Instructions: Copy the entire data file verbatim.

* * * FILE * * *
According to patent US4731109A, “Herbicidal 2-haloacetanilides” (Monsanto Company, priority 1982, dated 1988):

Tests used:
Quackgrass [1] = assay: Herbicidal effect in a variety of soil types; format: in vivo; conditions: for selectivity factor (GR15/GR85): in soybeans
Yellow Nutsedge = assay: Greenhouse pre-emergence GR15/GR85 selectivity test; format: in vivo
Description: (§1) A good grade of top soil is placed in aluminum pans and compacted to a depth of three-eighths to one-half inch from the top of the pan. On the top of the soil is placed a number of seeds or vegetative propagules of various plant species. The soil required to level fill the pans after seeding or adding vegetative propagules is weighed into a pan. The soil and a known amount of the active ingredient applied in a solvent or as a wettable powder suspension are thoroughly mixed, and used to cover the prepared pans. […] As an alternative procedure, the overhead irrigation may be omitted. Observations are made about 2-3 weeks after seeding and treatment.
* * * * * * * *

According to patent US4731109A, “Herbicidal 2-haloacetanilides” (Monsanto Company, priority 1982, dated 1988):

Tests used:
Quackgrass [1] = assay: Herbicidal effect in a variety of soil types; format: in vivo; conditions: for selectivity factor (GR15/GR85): in soybeans
Yellow Nutsedge = assay: Greenhouse pre-emergence GR15/GR85 selectivity test; format: in vivo
Description: (§1) A good grade of top soil is placed in aluminum pans and compacted to a depth of three-eighths to one-half inch from the top of the pan. On the top of the soil is placed a number of seeds or vegetative propagules of various plant species. The soil required to level fill the pans after seeding or adding vegetative propagules is weighed into a pan. The soil and a known amount of the active ingredient applied in a solvent or as a wettable powder suspension are thoroughly mixed, and used to cover the prepared pans. […] As an alternative procedure, the overhead irrigation may be omitted. Observations are made about 2-3 weeks after seeding and treatment.